US issues warning after cyberattacks on water supply in Israel
- July 24, 2020
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- Categories: Archer News, Cyber Crime, Cyber Crime, Cyberattack, Cyberattack, Hacking, Industrial Control System Security, Posts with image, Power Grid, Power Grid, Ransomware, Ransomware
The U.S. government warned people running critical infrastructure to prepare immediately for cyberattacks, saying they face a “serious threat.”
The alert on Thursday cited an attack on Israel’s water supply in April as attackers’ readiness to hit critical systems through their sensitive operational technology — the computers and machines that operate water, power and other industrial systems.
In Israel, as in many places, parts of the water supply run on remote control. But the same connection that lets you in can let attackers in, too, if it’s not secured.
Attackers took advantage in April, breaking in to the cellular router — the remote connection device — for a water facility in Israel, reported Security Week.
They changed the commands on a device known as a PLC, or programmable logic controller, a crucial part of the water equipment and industrial control systems.
“If the bad guys had succeeded in their plot we would now be facing, in the middle of the Corona crisis, very big damage to the civilian population and a lack of water and even worse than that,” Israel’s country’s National Cyber Directorate leader, Yigal Unna, said at the CyberTechLive Asia conference.
“…(I)t wasn’t one or two controllers,” he added, according to The Jerusalem Post. “It was a… wide spectrum of attacks aiming specifically at energy and watering, and the only reason it failed was… our efforts, the INCD [Israel National Cyber Directorate] preparedness, the risk management.”
Israel’s Water Authority told employees to change passwords “with emphasis on the operational system and the chlorine control in particular,” and to disconnect systems from the Internet if the password could not be changed, ynetnews reported.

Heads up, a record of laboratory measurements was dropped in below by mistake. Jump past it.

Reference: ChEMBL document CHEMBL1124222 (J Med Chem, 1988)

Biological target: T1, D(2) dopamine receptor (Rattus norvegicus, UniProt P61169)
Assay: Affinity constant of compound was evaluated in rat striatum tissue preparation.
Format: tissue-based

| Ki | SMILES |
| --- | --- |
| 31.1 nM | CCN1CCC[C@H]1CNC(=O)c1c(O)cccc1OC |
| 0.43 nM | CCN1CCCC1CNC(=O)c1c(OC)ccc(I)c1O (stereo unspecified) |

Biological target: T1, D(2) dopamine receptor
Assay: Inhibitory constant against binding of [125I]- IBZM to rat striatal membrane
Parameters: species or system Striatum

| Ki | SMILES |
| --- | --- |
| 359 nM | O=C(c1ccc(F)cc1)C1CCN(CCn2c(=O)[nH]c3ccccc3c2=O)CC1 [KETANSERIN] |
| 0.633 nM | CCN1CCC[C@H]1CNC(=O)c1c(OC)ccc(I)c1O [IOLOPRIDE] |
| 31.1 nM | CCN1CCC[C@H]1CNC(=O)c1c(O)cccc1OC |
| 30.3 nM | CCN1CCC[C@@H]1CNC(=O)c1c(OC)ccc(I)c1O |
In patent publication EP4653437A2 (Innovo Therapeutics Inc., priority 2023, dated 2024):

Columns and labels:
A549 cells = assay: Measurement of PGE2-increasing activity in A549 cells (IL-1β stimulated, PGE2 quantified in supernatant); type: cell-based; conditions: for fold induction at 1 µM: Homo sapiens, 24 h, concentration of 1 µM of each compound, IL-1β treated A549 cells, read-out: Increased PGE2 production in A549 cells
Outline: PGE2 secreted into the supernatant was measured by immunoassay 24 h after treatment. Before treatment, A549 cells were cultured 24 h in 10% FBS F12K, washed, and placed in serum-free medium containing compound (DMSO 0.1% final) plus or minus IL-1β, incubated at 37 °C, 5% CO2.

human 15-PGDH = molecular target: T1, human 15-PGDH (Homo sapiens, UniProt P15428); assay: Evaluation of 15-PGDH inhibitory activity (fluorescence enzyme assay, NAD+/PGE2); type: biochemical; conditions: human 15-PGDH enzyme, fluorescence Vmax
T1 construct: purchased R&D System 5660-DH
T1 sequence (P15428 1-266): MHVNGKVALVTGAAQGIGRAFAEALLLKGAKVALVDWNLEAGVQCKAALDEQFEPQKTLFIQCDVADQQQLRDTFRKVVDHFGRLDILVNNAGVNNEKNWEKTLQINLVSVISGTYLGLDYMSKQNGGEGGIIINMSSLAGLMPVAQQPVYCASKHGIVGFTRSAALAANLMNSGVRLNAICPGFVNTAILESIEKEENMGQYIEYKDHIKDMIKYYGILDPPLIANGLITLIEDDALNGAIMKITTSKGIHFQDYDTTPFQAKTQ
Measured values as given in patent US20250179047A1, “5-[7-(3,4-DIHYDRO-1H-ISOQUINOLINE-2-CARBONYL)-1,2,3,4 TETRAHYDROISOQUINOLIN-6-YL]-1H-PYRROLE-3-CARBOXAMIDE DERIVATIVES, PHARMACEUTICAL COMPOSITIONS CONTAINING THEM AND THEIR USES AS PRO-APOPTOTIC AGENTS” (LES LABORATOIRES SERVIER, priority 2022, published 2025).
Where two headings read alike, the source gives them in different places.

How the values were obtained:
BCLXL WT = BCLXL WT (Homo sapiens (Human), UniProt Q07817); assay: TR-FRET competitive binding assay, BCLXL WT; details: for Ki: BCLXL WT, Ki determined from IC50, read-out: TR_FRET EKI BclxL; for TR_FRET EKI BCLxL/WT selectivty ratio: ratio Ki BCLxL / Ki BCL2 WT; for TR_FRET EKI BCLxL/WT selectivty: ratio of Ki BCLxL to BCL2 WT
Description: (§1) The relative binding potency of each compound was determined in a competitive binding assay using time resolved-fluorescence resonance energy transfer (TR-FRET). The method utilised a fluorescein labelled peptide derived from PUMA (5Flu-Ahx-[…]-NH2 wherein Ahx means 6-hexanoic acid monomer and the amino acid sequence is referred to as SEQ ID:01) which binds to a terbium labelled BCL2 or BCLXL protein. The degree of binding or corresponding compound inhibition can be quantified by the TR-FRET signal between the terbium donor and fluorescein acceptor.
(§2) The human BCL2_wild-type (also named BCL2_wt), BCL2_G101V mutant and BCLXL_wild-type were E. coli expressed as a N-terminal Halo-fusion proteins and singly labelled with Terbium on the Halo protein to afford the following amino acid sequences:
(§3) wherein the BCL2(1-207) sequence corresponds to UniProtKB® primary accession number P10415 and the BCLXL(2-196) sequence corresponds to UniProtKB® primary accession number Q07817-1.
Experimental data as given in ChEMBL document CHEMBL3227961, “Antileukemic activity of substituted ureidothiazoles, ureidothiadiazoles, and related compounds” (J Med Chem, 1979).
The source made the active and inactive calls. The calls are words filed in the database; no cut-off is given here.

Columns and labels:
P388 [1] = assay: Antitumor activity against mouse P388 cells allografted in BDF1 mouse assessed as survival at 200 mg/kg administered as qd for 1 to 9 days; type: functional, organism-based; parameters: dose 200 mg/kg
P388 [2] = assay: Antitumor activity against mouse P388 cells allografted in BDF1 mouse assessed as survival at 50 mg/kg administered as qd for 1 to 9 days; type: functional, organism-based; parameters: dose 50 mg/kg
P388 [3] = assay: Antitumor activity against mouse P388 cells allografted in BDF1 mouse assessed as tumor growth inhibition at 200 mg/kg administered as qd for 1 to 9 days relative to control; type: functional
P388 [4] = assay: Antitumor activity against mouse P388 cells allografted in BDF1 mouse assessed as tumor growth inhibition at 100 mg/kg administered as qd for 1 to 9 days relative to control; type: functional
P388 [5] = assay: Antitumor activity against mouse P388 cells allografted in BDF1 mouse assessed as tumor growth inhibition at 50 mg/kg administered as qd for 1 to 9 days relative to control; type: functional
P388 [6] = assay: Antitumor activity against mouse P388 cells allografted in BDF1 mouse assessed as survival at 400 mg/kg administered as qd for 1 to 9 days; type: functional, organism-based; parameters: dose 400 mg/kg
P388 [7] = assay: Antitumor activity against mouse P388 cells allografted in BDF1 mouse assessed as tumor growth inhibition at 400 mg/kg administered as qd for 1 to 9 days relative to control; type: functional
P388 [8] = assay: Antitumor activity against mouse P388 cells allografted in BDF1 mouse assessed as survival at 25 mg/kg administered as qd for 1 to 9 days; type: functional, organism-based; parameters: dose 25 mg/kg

But this month, the Israeli Water Authority confirmed two new water attacks in June.
The attackers hacked agricultural water pumps in two new locations in Israel. Once again, they used the remote connection to take over water equipment controllers, Security Week said.
Water facilities should be concerned about the attacks, said Ilan Barda, CEO of security company Radiflow.
“The cybersecurity of water management facilities should be under high priority in most countries,” he told Archer News.
The attackers took time to educate themselves on the machines, a sign that this was a high-level attack, Barda said.
“They did very, very accurate changes,” he said. “Somebody was doing very good homework. So, it was not just somebody getting sporadic access and then trying some changes,” he explained.
Foreign intelligence officials are connecting the first water attack to Iran, The Washington Post reported.
Water facilities often have little money to prepare for attacks and are vulnerable, according to researchers.
“I think they are aware of the problem, but it’s not just not a priority and doesn’t have the right budget,” Barda said.
Cyber crooks have already infected US water companies with ransomware, affecting office computers and causing chaos, including attacks in Colorado in 2019 and North Carolina in 2018.
So far, there have been no reports that the attacks affected the water supply itself.
Still, that’s no reason to let down your guard, said Kwadwo Burgee, formerly of CISA and now with security company Rapid7.
“If you leave your door open and no one has come and taken anything from you, does that mean that you’re supposed to leave your door open all the time?” Burgee said.
The government alert lays out a plan for critical infrastructure cybersecurity.
The recommendations include steps such as:
—Immediately disconnect systems from the Internet that do not need Internet connectivity for safe and reliable operations. Ensure that compensating controls are in place where connectivity cannot be removed.
—-Plan for continued manual process operations should the ICS become unavailable or need to be deactivated due to hostile takeover.
It also urges that organizations protect their remote connectivity to operational technology, or OT, networks, including:
—Segment networks to protect PLCs and workstations from direct exposure to the Internet.
—-Ensure all communications to remote devices use a virtual private network (VPN) with strong encryption further secured with multifactor authentication.
—Connect remote PLCs and workstations to network intrusion detection systems where feasible.
—Prohibit the use of default passwords on all devices, including controllers and OT equipment.
There are many more steps with more detailed information in the alert.
Main image: Water treatment plant. Image: tuachanwatthana/iStock